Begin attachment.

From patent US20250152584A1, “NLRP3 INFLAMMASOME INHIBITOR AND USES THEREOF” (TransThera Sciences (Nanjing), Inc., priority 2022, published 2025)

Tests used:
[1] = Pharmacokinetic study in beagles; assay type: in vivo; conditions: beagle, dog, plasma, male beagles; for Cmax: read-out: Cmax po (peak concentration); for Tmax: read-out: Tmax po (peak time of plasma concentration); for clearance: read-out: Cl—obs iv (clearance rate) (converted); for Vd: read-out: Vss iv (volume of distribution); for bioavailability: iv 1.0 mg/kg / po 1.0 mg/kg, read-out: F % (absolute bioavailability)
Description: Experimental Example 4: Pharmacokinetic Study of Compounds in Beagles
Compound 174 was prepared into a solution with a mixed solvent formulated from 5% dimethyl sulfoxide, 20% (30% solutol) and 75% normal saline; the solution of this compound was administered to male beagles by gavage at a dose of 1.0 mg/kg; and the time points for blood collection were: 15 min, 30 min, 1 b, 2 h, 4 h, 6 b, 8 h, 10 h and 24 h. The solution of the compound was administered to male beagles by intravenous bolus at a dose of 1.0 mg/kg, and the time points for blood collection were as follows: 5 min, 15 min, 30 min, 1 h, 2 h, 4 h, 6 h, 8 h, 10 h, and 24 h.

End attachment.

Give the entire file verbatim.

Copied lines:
From patent US20250152584A1, “NLRP3 INFLAMMASOME INHIBITOR AND USES THEREOF” (TransThera Sciences (Nanjing), Inc., priority 2022, published 2025)

Tests used:
[1] = Pharmacokinetic study in beagles; assay type: in vivo; conditions: beagle, dog, plasma, male beagles; for Cmax: read-out: Cmax po (peak concentration); for Tmax: read-out: Tmax po (peak time of plasma concentration); for clearance: read-out: Cl—obs iv (clearance rate) (converted); for Vd: read-out: Vss iv (volume of distribution); for bioavailability: iv 1.0 mg/kg / po 1.0 mg/kg, read-out: F % (absolute bioavailability)
Description: Experimental Example 4: Pharmacokinetic Study of Compounds in Beagles
Compound 174 was prepared into a solution with a mixed solvent formulated from 5% dimethyl sulfoxide, 20% (30% solutol) and 75% normal saline; the solution of this compound was administered to male beagles by gavage at a dose of 1.0 mg/kg; and the time points for blood collection were: 15 min, 30 min, 1 b, 2 h, 4 h, 6 b, 8 h, 10 h and 24 h. The solution of the compound was administered to male beagles by intravenous bolus at a dose of 1.0 mg/kg, and the time points for blood collection were as follows: 5 min, 15 min, 30 min, 1 h, 2 h, 4 h, 6 h, 8 h, 10 h, and 24 h.